This paper presents data from 48 resightings of 16 southern right whales that
were satellite-tagged on the South African coast in September 2001, up to and
including 2012. Tag performance in terms of number of days with locations received
was significantly higher in males than females, and lowest in cows with calves, and
attributed to behavioral differences leading to variable degrees of antenna damage.
Resightings occurred from 4 to 4,054 d after tagging: tags were retained in all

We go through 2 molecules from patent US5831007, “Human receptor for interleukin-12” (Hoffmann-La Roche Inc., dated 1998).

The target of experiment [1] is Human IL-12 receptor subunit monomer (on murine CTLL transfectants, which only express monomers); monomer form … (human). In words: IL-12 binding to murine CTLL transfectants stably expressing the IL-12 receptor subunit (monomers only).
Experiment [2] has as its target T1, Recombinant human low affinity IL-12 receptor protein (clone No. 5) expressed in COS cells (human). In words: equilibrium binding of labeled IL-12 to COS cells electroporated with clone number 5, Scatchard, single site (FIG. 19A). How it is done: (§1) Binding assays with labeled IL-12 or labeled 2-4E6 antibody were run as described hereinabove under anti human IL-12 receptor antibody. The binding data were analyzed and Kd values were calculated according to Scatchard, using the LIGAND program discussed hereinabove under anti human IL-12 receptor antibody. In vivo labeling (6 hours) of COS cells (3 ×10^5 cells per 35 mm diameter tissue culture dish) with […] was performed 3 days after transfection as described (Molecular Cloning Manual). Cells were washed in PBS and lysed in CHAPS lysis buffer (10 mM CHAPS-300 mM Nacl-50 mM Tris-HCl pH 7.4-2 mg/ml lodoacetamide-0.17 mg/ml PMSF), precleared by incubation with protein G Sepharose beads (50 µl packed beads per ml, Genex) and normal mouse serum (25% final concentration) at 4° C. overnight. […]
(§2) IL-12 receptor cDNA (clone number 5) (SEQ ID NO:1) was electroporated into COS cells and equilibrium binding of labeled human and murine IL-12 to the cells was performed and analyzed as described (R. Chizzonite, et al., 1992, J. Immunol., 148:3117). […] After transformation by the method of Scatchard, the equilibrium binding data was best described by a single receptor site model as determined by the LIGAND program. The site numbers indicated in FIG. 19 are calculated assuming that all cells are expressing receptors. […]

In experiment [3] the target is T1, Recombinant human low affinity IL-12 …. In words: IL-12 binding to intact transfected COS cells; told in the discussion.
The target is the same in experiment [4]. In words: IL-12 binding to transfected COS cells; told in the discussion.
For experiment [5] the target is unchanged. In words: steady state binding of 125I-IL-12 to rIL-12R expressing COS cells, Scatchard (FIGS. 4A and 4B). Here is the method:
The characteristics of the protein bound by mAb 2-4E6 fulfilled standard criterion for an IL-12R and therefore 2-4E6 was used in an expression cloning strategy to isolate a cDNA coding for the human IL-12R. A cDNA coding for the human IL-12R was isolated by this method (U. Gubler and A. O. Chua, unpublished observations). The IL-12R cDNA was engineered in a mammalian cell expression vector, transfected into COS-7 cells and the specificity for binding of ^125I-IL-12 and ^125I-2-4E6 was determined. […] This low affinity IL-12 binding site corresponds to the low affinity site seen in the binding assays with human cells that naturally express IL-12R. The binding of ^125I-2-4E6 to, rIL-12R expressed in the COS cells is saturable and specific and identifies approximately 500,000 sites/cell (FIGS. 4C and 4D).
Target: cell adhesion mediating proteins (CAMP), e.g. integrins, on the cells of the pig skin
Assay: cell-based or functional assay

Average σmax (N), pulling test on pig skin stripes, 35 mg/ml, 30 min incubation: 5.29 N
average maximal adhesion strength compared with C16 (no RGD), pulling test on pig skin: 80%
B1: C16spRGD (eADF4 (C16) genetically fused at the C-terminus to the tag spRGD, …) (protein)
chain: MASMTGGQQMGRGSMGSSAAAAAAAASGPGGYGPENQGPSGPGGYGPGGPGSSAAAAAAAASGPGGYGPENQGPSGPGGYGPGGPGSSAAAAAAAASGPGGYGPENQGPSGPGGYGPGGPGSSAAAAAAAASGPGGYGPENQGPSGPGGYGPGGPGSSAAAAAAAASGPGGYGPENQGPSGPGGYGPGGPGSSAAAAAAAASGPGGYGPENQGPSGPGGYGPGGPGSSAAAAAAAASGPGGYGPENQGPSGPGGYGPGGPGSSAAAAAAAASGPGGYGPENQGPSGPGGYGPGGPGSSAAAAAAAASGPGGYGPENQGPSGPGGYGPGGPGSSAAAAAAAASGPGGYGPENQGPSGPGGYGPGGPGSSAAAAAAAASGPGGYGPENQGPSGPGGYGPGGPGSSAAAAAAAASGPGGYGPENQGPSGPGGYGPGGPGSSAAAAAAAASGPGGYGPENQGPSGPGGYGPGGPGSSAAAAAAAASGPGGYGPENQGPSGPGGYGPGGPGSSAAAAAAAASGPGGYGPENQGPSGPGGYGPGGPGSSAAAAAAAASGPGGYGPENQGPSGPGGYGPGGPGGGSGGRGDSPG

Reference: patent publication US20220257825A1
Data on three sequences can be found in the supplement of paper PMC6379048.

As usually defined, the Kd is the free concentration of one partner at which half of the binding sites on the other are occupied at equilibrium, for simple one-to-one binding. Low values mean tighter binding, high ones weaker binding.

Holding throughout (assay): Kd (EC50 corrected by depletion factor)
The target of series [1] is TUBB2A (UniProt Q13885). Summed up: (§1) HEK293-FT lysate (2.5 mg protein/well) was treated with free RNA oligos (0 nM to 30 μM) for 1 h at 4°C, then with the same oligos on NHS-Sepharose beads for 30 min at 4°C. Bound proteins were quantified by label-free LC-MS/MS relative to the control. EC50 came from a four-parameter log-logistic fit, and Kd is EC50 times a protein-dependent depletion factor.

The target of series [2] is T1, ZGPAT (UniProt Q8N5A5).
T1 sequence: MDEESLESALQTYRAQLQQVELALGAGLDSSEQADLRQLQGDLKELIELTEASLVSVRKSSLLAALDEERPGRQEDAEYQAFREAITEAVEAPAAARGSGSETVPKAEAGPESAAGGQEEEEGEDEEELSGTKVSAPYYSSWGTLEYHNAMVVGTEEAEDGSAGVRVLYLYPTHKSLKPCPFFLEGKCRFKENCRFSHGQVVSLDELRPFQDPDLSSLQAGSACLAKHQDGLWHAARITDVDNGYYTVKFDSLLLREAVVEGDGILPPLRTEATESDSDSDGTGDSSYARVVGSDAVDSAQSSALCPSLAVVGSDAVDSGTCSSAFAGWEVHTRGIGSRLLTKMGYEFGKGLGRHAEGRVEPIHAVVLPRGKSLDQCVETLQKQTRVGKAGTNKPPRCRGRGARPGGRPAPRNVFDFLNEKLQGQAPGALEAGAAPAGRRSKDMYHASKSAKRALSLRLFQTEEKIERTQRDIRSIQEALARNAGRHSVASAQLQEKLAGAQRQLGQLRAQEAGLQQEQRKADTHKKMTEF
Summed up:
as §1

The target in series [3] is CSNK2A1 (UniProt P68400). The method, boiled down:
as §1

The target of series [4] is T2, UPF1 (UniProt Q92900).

whales seen within 27 mo, but were apparently shed in all but one individual seen
within 36 mo of tagging. The exception was a whale that still had the tag present
11 yr after tagging. Healing at the tag site occurred gradually and within 5 yr of
tagging (and 2 yr after tag shedding). No significant difference in the subsequent
frequency of calving was detected between 12 tagged and 382 untagged females
photographed contemporaneously, and although statistical power was low, a 21% or
greater reduction in calving rate in tagged females would seem incompatible with
the observations. The death of one female 3 yr after tagging was more likely attributable
to a ship strike on an animal debilitated by a prolapsed uterus.